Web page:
Kids meet God in a variety of ways. Hands smeared with backyard dirt, throats aching with soccer chants, legs weary from biking round a cul-de-sac: a child’s universe resounds with Gerard Manley Hopkins’s dictum that “Christ plays in ten thousand places.” (Sunday School teachers can rest assured that the Lord sometimes visits the annex classroom, too.) In my experience, the God of justice and mercy — the one who inspires my opposition to Christian nationalism today — met me through my uncle’s home entertainment system.
My uncle Antony took his fun seriously. A faithful Buddhist, he was known at his temple for discussing philosophy through "Star Trek" allusions. He never outgrew the pleasures of playing Risk with his nephews. He was also a curator of Hong Kong cinema.
Every few weeks, my family would trek to the cinematic mecca in his living room. We’d spend 20 minutes gawking at his massive film collection before picking one to watch on his state-of-the-art home theater. Occasionally, my parents would prevail, and we’d watch a Golden Age of Hollywood flick. But my brother and I were there for one genre: Hong Kong action.
In the second year of COVID-19, those frenzied images of a homeland I never knew now feel like my vaccination against a plague of self-hatred. For Canadian-born youngsters like my brother and me, uncle Antony was a gatekeeper to an alternate universe populated by Chinese heroes who levitated and fired guns that never ran out of bullets. Crucially, uncle Antony owned subtitled movies, so I could understand them while also hearing the original audio. I was never one to put “AZN PRIDE” in my AOL profile, but those films made me proud of my Cantonese ancestry.
At uncle Antony’s house, movie watching was liturgical. You did what the ritual demanded — watch the screen, partake from the pistachio bowl — but no more. Talking was for when the lights came back on, and my aunt broke out cakes from the local Hong Kong-style bakery. I’d return to the real world, fielding questions about school, my mind’s eye replaying the most devastating blows from whatever we’d just watched. Since it was usually a Saturday night, said blows would still be preoccupying me during “singspiration” the next morning.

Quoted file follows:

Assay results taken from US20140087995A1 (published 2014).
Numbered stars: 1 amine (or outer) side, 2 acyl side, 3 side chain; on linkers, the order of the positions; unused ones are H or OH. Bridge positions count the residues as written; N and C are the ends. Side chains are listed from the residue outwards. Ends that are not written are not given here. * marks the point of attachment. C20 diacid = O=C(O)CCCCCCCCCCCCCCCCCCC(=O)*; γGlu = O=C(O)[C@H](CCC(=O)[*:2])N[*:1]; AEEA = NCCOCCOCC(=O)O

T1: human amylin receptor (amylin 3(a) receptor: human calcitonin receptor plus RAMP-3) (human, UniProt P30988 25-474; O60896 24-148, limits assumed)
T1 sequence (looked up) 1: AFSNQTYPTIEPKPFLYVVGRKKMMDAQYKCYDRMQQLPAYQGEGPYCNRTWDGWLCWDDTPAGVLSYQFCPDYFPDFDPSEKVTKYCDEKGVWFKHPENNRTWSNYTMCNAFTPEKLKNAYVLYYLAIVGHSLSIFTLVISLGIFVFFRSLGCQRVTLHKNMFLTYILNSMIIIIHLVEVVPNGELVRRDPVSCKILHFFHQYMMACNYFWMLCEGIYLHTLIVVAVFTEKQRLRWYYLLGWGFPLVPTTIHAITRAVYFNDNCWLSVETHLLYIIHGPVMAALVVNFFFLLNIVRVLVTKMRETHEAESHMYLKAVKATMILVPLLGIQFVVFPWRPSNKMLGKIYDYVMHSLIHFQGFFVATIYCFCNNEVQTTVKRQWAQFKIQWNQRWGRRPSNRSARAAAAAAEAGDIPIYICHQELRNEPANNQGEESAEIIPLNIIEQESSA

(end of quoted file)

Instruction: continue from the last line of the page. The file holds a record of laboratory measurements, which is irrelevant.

Above Stephen Chow and Jackie Chan, above even Jet Li, John Woo loomed like an Old Testament patriarch. When we watched his 1992 opus “Hard Boiled”, I felt an awe approximated only by the reverence that occasionally stole over me in church. “Hard Boiled” begins with a shootout that literally destroys a teahouse, and culminates in a 40-minute gunfight in a hospital. The movie features enough bizarre details to warrant an essay in itself: for example, here’s Chow Yun Fat singing a lullaby to a baby as he dispatches a horde of criminals, and here’s that same baby pissing on his fire-scorched leg. Holistically, it’s hard not to view the film as an allegory about the 1997 handover, from its opening dialogue (“You ever thought about leaving Hong Kong?”), to the infants trapped in the hospital, whose future depends on those fighting for them in the present. Insofar as the movie ends with the bad guy getting a slug in the eye, it provides visceral relief for anyone worried about 1997. For this preadolescent evangelical, it did so via a fantasy of what it would look like if Jesus were Chinese and storming hell with a pistol in each hand.